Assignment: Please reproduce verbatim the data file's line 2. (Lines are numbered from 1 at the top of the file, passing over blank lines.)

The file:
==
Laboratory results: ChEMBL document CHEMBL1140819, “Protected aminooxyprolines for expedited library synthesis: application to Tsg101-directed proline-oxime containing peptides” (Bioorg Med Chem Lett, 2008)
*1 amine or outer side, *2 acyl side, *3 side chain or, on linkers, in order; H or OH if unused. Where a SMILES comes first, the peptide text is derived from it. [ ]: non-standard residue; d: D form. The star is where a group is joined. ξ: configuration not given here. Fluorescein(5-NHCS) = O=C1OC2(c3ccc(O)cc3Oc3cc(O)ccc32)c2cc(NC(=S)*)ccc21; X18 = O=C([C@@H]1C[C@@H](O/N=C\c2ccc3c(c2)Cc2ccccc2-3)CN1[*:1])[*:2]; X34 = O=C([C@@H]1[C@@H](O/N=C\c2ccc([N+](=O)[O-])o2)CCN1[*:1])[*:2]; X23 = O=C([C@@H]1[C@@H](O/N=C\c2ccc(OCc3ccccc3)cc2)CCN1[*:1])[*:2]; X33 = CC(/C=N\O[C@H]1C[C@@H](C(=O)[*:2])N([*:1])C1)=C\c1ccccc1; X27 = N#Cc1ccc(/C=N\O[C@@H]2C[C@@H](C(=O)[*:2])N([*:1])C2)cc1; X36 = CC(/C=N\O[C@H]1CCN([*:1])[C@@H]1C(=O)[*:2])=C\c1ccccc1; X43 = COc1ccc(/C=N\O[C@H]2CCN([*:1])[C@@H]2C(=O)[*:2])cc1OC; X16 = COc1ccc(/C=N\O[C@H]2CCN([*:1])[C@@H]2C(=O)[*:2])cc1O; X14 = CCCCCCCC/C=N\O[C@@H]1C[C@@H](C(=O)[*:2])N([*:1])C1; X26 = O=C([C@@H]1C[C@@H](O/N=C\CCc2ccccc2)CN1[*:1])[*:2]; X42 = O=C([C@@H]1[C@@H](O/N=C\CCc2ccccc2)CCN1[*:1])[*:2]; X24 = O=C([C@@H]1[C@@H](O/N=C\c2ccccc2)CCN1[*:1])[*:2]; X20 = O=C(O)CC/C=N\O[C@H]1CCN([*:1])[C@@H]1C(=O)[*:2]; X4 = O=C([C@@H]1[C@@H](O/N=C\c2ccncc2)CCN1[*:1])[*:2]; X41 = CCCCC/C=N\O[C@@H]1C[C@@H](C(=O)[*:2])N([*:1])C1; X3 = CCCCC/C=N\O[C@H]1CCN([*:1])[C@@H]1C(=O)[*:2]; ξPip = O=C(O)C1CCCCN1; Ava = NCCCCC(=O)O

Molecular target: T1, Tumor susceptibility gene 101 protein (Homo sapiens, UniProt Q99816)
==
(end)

*1 amine or outer side, *2 acyl side, *3 side chain or, on linkers, in order; H or OH if unused. Where a SMILES comes first, the peptide text is derived from it. [ ]: non-standard residue; d: D form. The star is where a group is joined. ξ: configuration not given here. Fluorescein(5-NHCS) = O=C1OC2(c3ccc(O)cc3Oc3cc(O)ccc32)c2cc(NC(=S)*)ccc21; X18 = O=C([C@@H]1C[C@@H](O/N=C\c2ccc3c(c2)Cc2ccccc2-3)CN1[*:1])[*:2]; X34 = O=C([C@@H]1[C@@H](O/N=C\c2ccc([N+](=O)[O-])o2)CCN1[*:1])[*:2]; X23 = O=C([C@@H]1[C@@H](O/N=C\c2ccc(OCc3ccccc3)cc2)CCN1[*:1])[*:2]; X33 = CC(/C=N\O[C@H]1C[C@@H](C(=O)[*:2])N([*:1])C1)=C\c1ccccc1; X27 = N#Cc1ccc(/C=N\O[C@@H]2C[C@@H](C(=O)[*:2])N([*:1])C2)cc1; X36 = CC(/C=N\O[C@H]1CCN([*:1])[C@@H]1C(=O)[*:2])=C\c1ccccc1; X43 = COc1ccc(/C=N\O[C@H]2CCN([*:1])[C@@H]2C(=O)[*:2])cc1OC; X16 = COc1ccc(/C=N\O[C@H]2CCN([*:1])[C@@H]2C(=O)[*:2])cc1O; X14 = CCCCCCCC/C=N\O[C@@H]1C[C@@H](C(=O)[*:2])N([*:1])C1; X26 = O=C([C@@H]1C[C@@H](O/N=C\CCc2ccccc2)CN1[*:1])[*:2]; X42 = O=C([C@@H]1[C@@H](O/N=C\CCc2ccccc2)CCN1[*:1])[*:2]; X24 = O=C([C@@H]1[C@@H](O/N=C\c2ccccc2)CCN1[*:1])[*:2]; X20 = O=C(O)CC/C=N\O[C@H]1CCN([*:1])[C@@H]1C(=O)[*:2]; X4 = O=C([C@@H]1[C@@H](O/N=C\c2ccncc2)CCN1[*:1])[*:2]; X41 = CCCCC/C=N\O[C@@H]1C[C@@H](C(=O)[*:2])N([*:1])C1; X3 = CCCCC/C=N\O[C@H]1CCN([*:1])[C@@H]1C(=O)[*:2]; ξPip = O=C(O)C1CCCCN1; Ava = NCCCCC(=O)O